Evaluating your business is important in determining where and how to spend your time and money, but many businesses, law firms included, may not be sure where to start. A SWOT analysis is a simple, free marketing tool that brands and businesses of all sizes use to understand their business and how it fits into the market.
A SWOT analysis is a process used to asses a business’ strengths, weaknesses, opportunities, and threats. This simple four-step assessment is one of the most effective business and decision-making tools that can help a company’s strategic planning and shape its marketing strategy. A successful SWOT analysis can help law firms maintain current business and, by identifying areas for growth and improvement, increase revenue and client base.
Why Perform a SWOT Analysis
A SWOT analysis has many benefits, but most importantly, it helps you and your business understand where your law firm stands currently, how to improve, and ultimately, how to grow your business. Additionally, a SWOT analysis can help determine future marketing plans, business models, and more. Here are some reasons we recommend a SWOT analysis for your law firm.
- Simple and free: A SWOT analysis is a simple method for evaluating your law firm’s current capabilities, and future opportunities for growth. It doesn’t require external software or help, unless you want to hire a non-biased facilitator. Since there is no software or training professional needed to facilitate a SWOT analysis, the process is completely free. Your law firm just needs a spreadsheet and time to accomplish this marketing valuable tool.
- Better decision making: A SWOT analysis may be simple, but it requires a hard look at your company. Having a blend of qualitative and quantitative research at your fingertips can help determine where to spend your time and money, improve planning initiatives, and help to make more informed decisions.
Performing a SWOT Analysis
The assessment looks at both internal (strengths and weaknesses) and external (opportunities and threats) factors that impact your business. Both internal and external factors are essential to look at when trying to grow your business, and a thorough SWOT analysis can help.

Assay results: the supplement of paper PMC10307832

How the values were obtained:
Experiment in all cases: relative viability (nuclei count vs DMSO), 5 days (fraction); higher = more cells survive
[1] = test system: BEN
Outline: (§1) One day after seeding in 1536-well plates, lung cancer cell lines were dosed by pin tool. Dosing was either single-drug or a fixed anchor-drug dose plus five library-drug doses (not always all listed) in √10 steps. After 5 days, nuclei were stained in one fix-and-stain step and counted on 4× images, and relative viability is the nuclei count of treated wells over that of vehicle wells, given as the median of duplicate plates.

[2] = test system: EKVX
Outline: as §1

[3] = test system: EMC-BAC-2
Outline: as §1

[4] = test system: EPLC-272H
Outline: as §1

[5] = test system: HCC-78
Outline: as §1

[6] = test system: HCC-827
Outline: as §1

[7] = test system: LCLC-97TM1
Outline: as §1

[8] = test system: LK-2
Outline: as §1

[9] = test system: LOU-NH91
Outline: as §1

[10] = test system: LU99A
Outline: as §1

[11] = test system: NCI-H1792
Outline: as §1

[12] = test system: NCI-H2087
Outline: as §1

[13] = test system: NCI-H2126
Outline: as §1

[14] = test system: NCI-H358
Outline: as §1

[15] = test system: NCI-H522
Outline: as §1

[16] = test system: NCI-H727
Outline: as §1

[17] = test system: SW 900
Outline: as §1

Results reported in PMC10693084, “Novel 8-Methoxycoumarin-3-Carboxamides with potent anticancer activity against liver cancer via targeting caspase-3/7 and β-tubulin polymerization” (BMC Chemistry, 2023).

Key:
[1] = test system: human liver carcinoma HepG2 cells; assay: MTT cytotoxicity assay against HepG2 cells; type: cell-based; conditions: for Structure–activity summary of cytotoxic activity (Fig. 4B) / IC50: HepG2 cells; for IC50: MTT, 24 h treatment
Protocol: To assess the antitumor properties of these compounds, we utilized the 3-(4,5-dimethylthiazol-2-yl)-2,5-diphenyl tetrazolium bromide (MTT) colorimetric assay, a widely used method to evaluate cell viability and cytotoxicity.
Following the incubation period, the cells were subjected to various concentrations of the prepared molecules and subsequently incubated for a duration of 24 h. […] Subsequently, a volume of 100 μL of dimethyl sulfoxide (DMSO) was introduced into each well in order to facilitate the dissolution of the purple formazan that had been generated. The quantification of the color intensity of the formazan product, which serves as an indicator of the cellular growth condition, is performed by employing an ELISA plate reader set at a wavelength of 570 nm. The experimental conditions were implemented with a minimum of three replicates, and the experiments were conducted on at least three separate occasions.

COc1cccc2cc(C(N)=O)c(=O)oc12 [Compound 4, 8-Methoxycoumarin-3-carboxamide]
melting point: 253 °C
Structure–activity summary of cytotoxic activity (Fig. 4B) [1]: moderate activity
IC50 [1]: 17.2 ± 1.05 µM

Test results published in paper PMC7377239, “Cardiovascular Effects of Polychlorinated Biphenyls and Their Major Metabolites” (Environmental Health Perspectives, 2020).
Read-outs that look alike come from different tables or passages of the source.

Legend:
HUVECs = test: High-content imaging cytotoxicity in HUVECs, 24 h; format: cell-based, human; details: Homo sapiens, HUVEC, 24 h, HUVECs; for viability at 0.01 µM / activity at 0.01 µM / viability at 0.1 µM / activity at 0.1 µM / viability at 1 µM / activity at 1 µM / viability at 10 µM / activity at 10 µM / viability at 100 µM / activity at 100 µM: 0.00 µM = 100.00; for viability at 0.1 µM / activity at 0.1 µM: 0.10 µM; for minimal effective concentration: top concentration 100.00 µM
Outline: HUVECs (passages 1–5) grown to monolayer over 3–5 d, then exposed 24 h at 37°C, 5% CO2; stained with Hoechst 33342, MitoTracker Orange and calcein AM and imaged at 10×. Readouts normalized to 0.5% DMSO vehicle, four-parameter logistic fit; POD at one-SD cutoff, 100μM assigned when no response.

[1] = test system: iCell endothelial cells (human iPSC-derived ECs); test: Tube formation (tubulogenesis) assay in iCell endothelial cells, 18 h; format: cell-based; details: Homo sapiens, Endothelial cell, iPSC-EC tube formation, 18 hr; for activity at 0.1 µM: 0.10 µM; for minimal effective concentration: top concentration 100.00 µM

When performing the assessment, businesses must remain objective and thorough, which can be challenging at times. As part of the process, businesses are forced to look at not only their strengths but also weaknesses and opportunities for their firm to improve. Aspects of this analysis, like examining weaknesses and threats, may be challenging, but that introspection is crucial for growth. A SWOT analysis should be performed annually for best results. Ready to get started? Here are some tips for getting started on your own SWOT analysis for your law firm.
Strengths are factors that are unique to your law firm. Your employees, your law firm’s reputation, and your clients are (hopefully) examples of your brand’s strengths. These questions might help you focus on your strengths:
- What does your law firm do best?
- What aspects of your firm do customers consistently praise?
- What makes you, your employees, or your law firm successful?
- Why would a client choose you for representation over your competition?
Determining weaknesses may be an uncomfortable aspect of the SWOT analysis. While you may be hesitant to recognize shortcomings and open up your law firm to criticism, remember that understanding where your business is lacking is vital in improving. Like strengths, weaknesses are internal factors that may be hindering your law firm’s success. High client turnover, low-brand visibility, and inefficient processes are examples of weaknesses your law firm may face. If you need help thinking of weaknesses, try answering some of these questions.
- In what areas do you feel you, your employees or your law firm lack expertise?
- What has caused you to lose business to your competition?
- What aspects of your law firm are you least likely to brag about?
Law firms must take time to evaluate opportunities in order to grow their business and clientele. Taking time to asses upcoming opportunities positions your business to capitalize on these and maximize growth. Here are some questions to help you get started: